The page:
Not all of us are confident in cooking fish well. We are often scared of over cooking it resulting in a less than delicious piece of fish that requires some serious lemon juice squeezing to bring back the moisture.
Cooking fish en papillote means to cook in a parcel. A gift-like presentation – here with white fish, fennel, fronds and all carefully wrapped in a round of parchment paper, then left to intermingle in the oven. Hmmm its warming us just thinking about it.
Once ready, tear . . . → Read More: Sammy’s Fish en papillote with fennel – as seen on The Morning Show
I do love the culture of a shared meal. I used to love everything about fine dining and the full restaurant experience, folded napkins, multiple courses, and shiny silverware. Although I still do enjoy eating out, there’s something deliciously heart warming about you and your loved ones huddled around a large pot of something braised or slow cooked and of course made with love. When I first moved out of home I experienced a certain sadness of only cooking for two rather then 6-8 people. I found myself craving . . . → Read More: Sammy’s French One Pot Wonder, puy lentils with sausage, as seen on Food For Life
Adobo in Spanish means “marinated”, and essentially this is a classic Filipino dish of marinated and braised chicken. It’s not to be confused with the central American marinade/sauce/rub called by the same name, which is based on paprika and smoked chilli.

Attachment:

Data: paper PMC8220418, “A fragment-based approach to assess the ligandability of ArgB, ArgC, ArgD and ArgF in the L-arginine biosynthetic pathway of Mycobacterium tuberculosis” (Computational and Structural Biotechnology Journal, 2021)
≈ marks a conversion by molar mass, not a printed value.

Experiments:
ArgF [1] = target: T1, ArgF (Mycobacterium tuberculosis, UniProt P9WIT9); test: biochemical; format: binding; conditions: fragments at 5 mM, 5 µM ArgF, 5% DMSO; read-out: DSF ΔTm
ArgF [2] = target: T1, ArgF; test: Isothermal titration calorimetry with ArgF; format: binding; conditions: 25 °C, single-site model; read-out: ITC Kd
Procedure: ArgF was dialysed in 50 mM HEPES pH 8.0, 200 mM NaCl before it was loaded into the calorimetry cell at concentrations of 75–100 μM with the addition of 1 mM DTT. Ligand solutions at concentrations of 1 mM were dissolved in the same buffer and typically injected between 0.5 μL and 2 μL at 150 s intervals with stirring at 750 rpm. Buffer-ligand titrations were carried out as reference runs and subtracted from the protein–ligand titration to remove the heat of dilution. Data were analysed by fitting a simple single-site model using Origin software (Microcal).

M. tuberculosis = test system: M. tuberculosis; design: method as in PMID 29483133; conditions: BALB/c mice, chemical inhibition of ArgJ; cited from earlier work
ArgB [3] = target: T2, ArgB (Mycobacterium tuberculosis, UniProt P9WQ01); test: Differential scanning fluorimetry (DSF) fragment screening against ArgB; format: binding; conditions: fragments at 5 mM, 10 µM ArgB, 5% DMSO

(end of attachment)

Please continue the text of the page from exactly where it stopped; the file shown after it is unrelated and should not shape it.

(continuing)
The Filipino version is a very traditional dish, and probably the best known family favourite. Our friend, John, says he misses it more than any other Filipino dish! It’s super easy to make – just pop it all in a pot and let the magic happen! It’s loved . . . → Read More: Bella’s Filipino Chicken Adobo, as seen on The Morning Show
For Poles, Czech’s, hungry Hungarians, and any former Yugoslav country, there is no better winter comfort food than a delicious slow cooked bowl of goulasz. It’s rich with paprika and red capsicums, and the caraway seed is a must to get that nutty floral note that’s so classic to this dish.
The best thing about this dish is that it keeps well in the fridge, so you can eat it several days in a row! It also freezes very well, so go ahead and make a double or triple . . . → Read More: Bella’s slow cooked Veal and Red Capsicum Goulash, as seen on The Morning Show
You might not have heard of eating Alpaca meat, but the Peruvians have been eating it for centuries! It’s very, very lean and high in iron so it’s perfect for anyone who’s watching their waist or has some health concerns.
It’s a delicious meat with a delicate flavour somewhere between lamb and veal, so it works perfectly with my osso bucco Milanese recipe, which is traditionally made with veal shin and white wine in the north of Italy.
The neck end rosettes are a unique cut available from Alpaca. . . . → Read More: Bella’s Alpaca Osso Bucco Milanese, coming up at PERTH Good Food and Wine Show 11-13 July